# Problem of the Week #89 - December 9th, 2013

Status
Not open for further replies.

#### Chris L T521

##### Well-known member
Staff member
Thanks again to those who participated in last week's POTW! Here's this week's problem!

-----

Problem: Find the positively oriented simple closed curve $C$ for which the value of the line integral
$\int_C (y^3-y)\,dx - 2x^3\,dy$
is a maximum.

-----

#### Chris L T521

##### Well-known member
Staff member
This week's problem was correctly answered by MarkFL and mathbalarka. You can find Mark's answer below.

To begin, I would consider the following theorem:

Green's Theorem in the Plane

Suppose that $C$ is a piecewise smooth simple closed curve bounding a region R. If $P$, $Q$, $$\displaystyle \frac{\partial P}{\partial y}$$ and $$\displaystyle \frac{\partial Q}{\partial x}$$ are continuous on $R$, then:

$$\displaystyle \oint_{C}P\,dx+Q\,dy=\underset{R}\iint \left(\frac{\partial Q}{\partial x}-\frac{\partial P}{\partial y} \right)\,dA$$

In the given problem, we have:

$$\displaystyle P=y^3-y\implies \frac{\partial P}{\partial y}=3y^2-1$$

$$\displaystyle Q=-2x^3\implies \frac{\partial Q}{\partial x}=-6x^2$$

And so using Green's theorem, the given line integral may be expressed as the double integral:

$$\displaystyle \oint_{C}\left(y^3-y \right)\,dx+\left(-2x^3 \right)\,dy=\underset{R}\iint \left(-6x^2-\left(3y^2-1 \right) \right)\,dA=\underset{R}\iint \left(1-3\left(2x^2+y^2 \right) \right)\,dA$$

Next, let's parametrize $x$ and $y$ as follows:

$$\displaystyle x(r,\theta)=\frac{r}{\sqrt{2}}\cos(\theta)$$

$$\displaystyle y(r,\theta)=r\sin(\theta)$$

We may make use of the simple closed curve (a circle) $r=a$ where $0<a$.

Thus, $0\le r\le a$ and $0\le\theta\le2\pi$ and our double integral may now be expressed as follows:

$$\displaystyle \int_{0}^{2\pi}\int_{0}^{a} \left(1-3r^2 \right)\left|\frac{\partial(x,y)}{ \partial(r,\theta)} \right|\,dr\,d\theta$$

Calculating the Jacobian matrix, we find:

$$\displaystyle \left|\frac{\partial (x,y)}{\partial (r,\theta)} \right|=\begin{vmatrix}\frac{\partial x}{\partial r}&\frac{\partial x}{\partial \theta}\\\frac{\partial y}{\partial r}&\frac{\partial y}{\partial \theta}\\\end{vmatrix}=\begin{vmatrix} \frac{1}{\sqrt{2}}\cos(\theta)& -\frac{r}{\sqrt{2}}\sin(\theta)\\ \sin(\theta)& r\cos(\theta)\\\end{vmatrix}= \frac{r}{\sqrt{2}} \left(\cos^2(\theta)+\sin^2(\theta) \right)=\frac{r}{\sqrt{2}}$$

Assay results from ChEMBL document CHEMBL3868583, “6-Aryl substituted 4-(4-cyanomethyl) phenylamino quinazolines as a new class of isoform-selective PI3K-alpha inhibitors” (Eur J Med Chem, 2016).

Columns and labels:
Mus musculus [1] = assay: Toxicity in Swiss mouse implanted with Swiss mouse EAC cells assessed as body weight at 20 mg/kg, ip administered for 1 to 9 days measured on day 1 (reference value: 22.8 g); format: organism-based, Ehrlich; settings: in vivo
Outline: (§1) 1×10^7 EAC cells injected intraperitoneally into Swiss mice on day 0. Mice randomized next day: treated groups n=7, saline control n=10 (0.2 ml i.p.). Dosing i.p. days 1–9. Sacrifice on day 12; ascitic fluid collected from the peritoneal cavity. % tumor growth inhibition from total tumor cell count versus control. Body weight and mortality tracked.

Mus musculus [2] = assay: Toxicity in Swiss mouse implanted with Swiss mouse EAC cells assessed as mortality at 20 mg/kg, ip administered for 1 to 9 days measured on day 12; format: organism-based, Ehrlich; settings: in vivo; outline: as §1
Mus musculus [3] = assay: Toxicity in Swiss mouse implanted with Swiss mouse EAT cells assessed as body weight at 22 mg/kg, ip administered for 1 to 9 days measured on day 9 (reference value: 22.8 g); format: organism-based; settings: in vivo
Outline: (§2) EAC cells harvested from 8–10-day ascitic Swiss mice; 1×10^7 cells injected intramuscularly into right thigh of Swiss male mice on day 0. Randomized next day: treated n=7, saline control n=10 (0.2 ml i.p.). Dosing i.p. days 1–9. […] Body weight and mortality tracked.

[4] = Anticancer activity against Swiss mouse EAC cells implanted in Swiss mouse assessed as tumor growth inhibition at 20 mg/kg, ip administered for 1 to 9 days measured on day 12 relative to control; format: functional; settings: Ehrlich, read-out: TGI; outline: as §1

Hence, there results:

$$\displaystyle \frac{1}{\sqrt{2}}\int_{0}^{2\pi}\int_{0}^{a} \left(r-3r^3 \right)\,dr\,d\theta=\frac{1}{\sqrt{2}}\int_{0}^{2\pi}\left(\left[\frac{r^2}{2}-\frac{3r^4}{4} \right]_0^a \right)\,d\theta=\frac{1}{\sqrt{2}}\int_{0}^{2\pi}\left(\frac{a^2}{2}-\frac{3a^4}{4} \right)\,d\theta=$$

$$\displaystyle \frac{2a^2-3a^4}{4\sqrt{2}}\int_{0}^{2\pi}\,d\theta=\frac{\pi}{2\sqrt{2}}\left(2a^2-3a^4 \right)$$

Now, if we consider the following function for maximization:

$$\displaystyle f(a)=2a^2-3a^4$$

We find by differentiating with respect to $a$ and equating the result to zero:

$$\displaystyle f'(a)=4a-12a^3=4a\left(1-3a^2 \right)=0$$

We then have the critical value (observing 0<a):

$$\displaystyle a=\frac{1}{\sqrt{3}}$$

We may use the second derivative test to determine the nature of the extremum associated with this critical value:

$$\displaystyle f''(a)=4-36a^2\implies f\left(\frac{1}{\sqrt{3}} \right)=-8<0$$

Hence, this critical value is at a maximum. And so the parametric equations of the simple close curve which maximizes the given line integral are:

$$\displaystyle x(\theta)=\frac{1}{\sqrt{6}}\cos(\theta)$$

$$\displaystyle y(\theta)=\frac{1}{\sqrt{3}}\sin(\theta)$$

or:

$$\displaystyle \sqrt{6}x=\cos(\theta)$$

$$\displaystyle \sqrt{3}y=\sin(\theta)$$

Squaring both and adding (and applying a Pythagorean identity), we eliminate the parameter to obtain the ellipse:

$$\displaystyle 6x^2+3y^2=1$$

Thus, we may conclude that this ellipse is the simple closed curve which maximizes the value of the given line integral.

Status
Not open for further replies.